Citizens – our week-long journey through France continues. 🙂
The famous dessert of Crêpes Suzette was first created by the chef Henry Charpentier, but its true origins remain shrouded in mystery.
The most popular tale has it that Charpentier devised the dish to honor a beautiful but otherwise unknown woman named Suzette who accompanied Edward, Prince of Wales, to a dinner party at the Cafe de Paris in Monte Carlo.
This is almost certainly a tall tale, as about ten years after the invention of the dish, Edward finally sampled it at London’s Savoy Hotel and commented that “a single taste would reform a cannibal into a civilized gentleman.”
High praise indeed!
Other alternative (and probably equally false) origins have been suggested, but regardless of its genesis, everyone can agree on one basic fact:
Flaming desserts are cool. 😉
While this may be considered something of a food cliché, evoking the dreaded image of “Continental Restaurants” from your childhood, the truth is that Crêpes Suzette deserves to be among the classic dessert recipes of all time!
It has thin Crêpes flavored delicately with orange, a sauce redolent of oranges and cherry with a hint of vanilla to tantalize the nostrils as you bring that first bite to your lips, to be savored, reverently.
Plus, it’s on fire. 😉
Joking aside, this dessert deserves to be made with all the pomp and circumstance demanded by tradition – but it really isn’t that hard to make at home!
The best recipe I’ve ever found for this dessert is from the esteemed food writer Daniel Rogov, restaurant and wine critic from the Israeli newspaper Ha’aretz.
I’ve made two minor adjustments to his recipe to suit my own personal taste: I’ve added a touch of lime zest and a soupçon of St. Germaine elderflower liqueur for its fantastic aroma. Feel free to omit both if you prefer Rogov’s deservedly classic recipe!
Keep a fire extinguisher at the ready and unleash your sweet-toothed inner pyromaniac, Citizens!
Battle on – The Generalissimo
For the Sauce:
½ tsp. lemon rind, cut very thinly
1 tsp. tangerine rind, cut very thinly (note: although purists may insist to the contrary, orange rind may be substituted)
½ tsp. lime rind, cut very thinly (VERY OPTIONAL – omit if you’re a purist and if so, increase lemon rind by ½ tsp.)
1 tsp. sugar
2 drops vanilla extract
½ cup butter
2 ponies each of Kirsch and Grand Marnier liqueurs
For the Crepes:
2 ½ cups flour, sifted
pinch of salt
4 whole eggs + 2 egg yolks
1 ¾ cups milk
¾ Tbsp. Curacao liqueur
¼ Tbsp. St. Germaine Elderflower liqueur (VERY OPTIONAL – omit if you’re a purist and if so, increase Curacao by ¼ Tbsp.)
2 drops vanilla extract
1 tbs. butter, heated until light brown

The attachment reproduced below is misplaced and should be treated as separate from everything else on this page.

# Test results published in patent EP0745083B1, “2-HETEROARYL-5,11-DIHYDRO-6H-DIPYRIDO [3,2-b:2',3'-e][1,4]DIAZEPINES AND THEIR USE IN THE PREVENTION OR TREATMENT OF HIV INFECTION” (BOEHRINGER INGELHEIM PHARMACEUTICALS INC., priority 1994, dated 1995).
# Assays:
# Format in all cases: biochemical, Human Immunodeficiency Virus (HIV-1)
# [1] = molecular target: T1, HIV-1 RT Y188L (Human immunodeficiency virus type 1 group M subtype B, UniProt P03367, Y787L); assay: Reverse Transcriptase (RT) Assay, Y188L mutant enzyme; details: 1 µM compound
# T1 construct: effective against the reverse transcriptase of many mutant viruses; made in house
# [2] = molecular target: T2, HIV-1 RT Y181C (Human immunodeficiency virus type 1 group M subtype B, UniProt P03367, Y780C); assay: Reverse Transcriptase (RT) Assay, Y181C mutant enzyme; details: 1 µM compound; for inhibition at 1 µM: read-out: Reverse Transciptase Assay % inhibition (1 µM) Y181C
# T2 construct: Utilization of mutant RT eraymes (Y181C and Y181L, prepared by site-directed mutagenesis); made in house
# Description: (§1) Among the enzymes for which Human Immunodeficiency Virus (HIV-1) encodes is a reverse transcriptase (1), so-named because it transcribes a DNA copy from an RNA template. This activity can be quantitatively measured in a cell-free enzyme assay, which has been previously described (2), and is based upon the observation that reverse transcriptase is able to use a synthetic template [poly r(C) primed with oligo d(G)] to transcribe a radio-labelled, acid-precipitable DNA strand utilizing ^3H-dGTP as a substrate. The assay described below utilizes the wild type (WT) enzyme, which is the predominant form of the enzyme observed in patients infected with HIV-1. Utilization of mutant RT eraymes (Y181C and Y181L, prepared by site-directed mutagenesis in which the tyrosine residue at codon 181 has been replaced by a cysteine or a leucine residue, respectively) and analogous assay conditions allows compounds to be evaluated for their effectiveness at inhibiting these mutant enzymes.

¼ cup melted butter, for cooking
¼ cup sugar
In a jar combine the lemon, lime (if using) and tangerine rinds with the sugar and vanilla extract. Let stand, tightly covered, for at least 24 but not more than 48 hours.
Prepare the crepes: Sift the flour into a large bowl and make a well in the center. Add the salt and then add, one at a time, the whole eggs and egg yolks, working the batter with a wooden spoon until the mixture is well distributed. Add the milk, Curacao, St. Germaine (if using), vanilla, and browned butter and work together until the batter is completely smooth. Cover and let stand at room temperature for about 1 hour.
Just before cooking the crepes, check the batter which should have the consistency of light cream, just thick enough to coat a wooden spoon. To cook the crepes, butter a 23 cm. (7 inch) crepe pan or other low heavy skillet of this size with some of the melted butter. Heat just until a drop of batter dropped in the pan sizzles. In order to test the consistency of the batter and check the heat, make a first crepe by pouring 2 – 3 tbs. of the batter into the pan, turning the pan quickly so that the bottom is evenly coated, keeping in mind that the crepes should be extremely thin. Cook over a medium flame until the crepe is browned on the bottom and, with a metal spatula, turn and brown the second side. If the batter is overly thick, thin the mixture by adding milk a teaspoonful at a time.
Proceed to make the remaining crepes, adding butter to the pan only if the crepes begin to stick. If the crepes are to be used immediately they may be piled one on top of the other. If they are to be stored, separate each layer with waxed paper, cover and refrigerate until ready for use. Just before final preparation fold each crepe so that it forms a triangular shape.
Make the sauce: In a heavy skillet melt the butter and, when it begins to bubble add half each of the Kirsch and Grand Marnier. When the mixture is warm carefully flame the liqueurs. As the flame dies down add the lemon and tangerine mixture. Bring the sauce to the boil and into this place the crepes, turning once. Add the remaining liqueurs and carefully flame again.
Serve while flaming.